Definition of bipartite in US English:



  • 1Involving or made by two separate parties.

    ‘the bipartite system of elementary and secondary schools’
    • ‘With the new law, both employers and workers will be allowed to go to government mediators, conciliators or arbitrators within 30 days if they fail to resolve a dispute at the bipartite level.’
    • ‘Initially, the Labour Party had been prepared to give the bipartite system its chance.’
    • ‘This is the essence of Mark Rose's bipartite definition of intellectual property: copyright came to serve as both a form of economic property and a guarantee of moral propriety.’
    • ‘The discussion on spirituality and office is bipartite, centered first on ways in which the office can be spun out in daily life and secondly on the Lord's Prayer as paradigmatic prayer.’
    • ‘He pointed out that our bipartite collaboration on the worm was exceptional among genome sequencing projects in its success and lack of friction.’
    • ‘The Council is a bipartite chamber of representatives from business and organized labour, dedicated to reaching an Irish-style labour accord.’
    • ‘There are different types of guarantees, such as bipartite and tripartite guarantees, continuing and limited guarantees and demand guarantees.’
    • ‘What however the agreement failed to reflect was that the partnership was tripartite and that Mr. Kemp's earlier efforts had been bipartite.’
    • ‘He traces the inception, and to some extent the dissemination, of the bipartite rural estate to the designs of the Carolingians.’
    • ‘I have a bipartite response to that question, the first reason being that Rimbaud, in his work and in his life, was perhaps the first truly modern poet.’
    • ‘It is remarkable that other items of clothing which also have a prominent bipartite structure are named by singular nouns (pullover, bra), as are items which actually consist of distinct parts (suit, bikini).’
    • ‘To be sure, even an undiscriminating bipartite mechanism may produce a belief that, luckily, is true; but there will be other, counterfactual, situations in which such a belief would be false.’
    • ‘When our early medieval documents begin again in the eighth century, however, bipartite divisions are commonly referred to.’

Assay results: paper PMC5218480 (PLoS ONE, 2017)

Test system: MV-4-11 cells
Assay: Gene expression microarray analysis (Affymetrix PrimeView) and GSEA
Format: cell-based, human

• ‘The empiricist has written: bipartite divisions are false.’
    • ‘In the case of cashcards, which involve bipartite agreements, and of electronic purses which are treated like cash, the last problem is inapplicable.’
    • ‘But an ‘Ivy League’ plus the rest sounds uncomfortably like the old bipartite system of grammar and secondary moderns, and it would need careful handling to avoid creating a political backlash.’
    • ‘This is a pretty clear illustration of the bipartite nature of the political blogosphere in the United States, a country which has been divided by politics for decades already.’
    • ‘While it is unlikely that a free trade area will be set up between the two nations, the deal is likely to see formal ties of bipartite trade.’
    • ‘A dictatorship is much more sensitive to the frailties of its leader than a bipartite or tripartite system.’
    • ‘Its famous mad scene apart, Lucia is surprisingly Classical, based on a succession of conventional (if beautifully conceived) double arias and bipartite duets.’
    1. 1.1technical Consisting of two parts.
      ‘a bipartite uterus’
      • ‘A red-blue matching is the geometric analogue of bipartite matching in graphs; match up red and blue vertices in pairs to minimize the total cost (= sum of distances).’
      • ‘It becomes clear fairly quickly once you start playing with examples that the thing to do is create some kind of bipartite graph, where the left side is the ‘bad answer’ and the right side is the ‘good answer’.’
      • ‘König's work on the factorisation of bipartite graphs relates closely to the marriage problem of Philip Hall.’
      • ‘Also in 1975 Chung published her first joint paper with Ron Graham On multicolor Ramsey numbers for complete bipartite graphs which appeared in the Journal of Combinatorial Theory.’
      • ‘Most coral reef fishes have a bipartite life cycle, with a dispersing pelagic larval phase and a relatively sedentary reef resident phase.’


Late Middle English (in the sense ‘divided into two parts’): from Latin bipartitus, past participle of bipartire, from bi- ‘two’ + partire ‘to part’.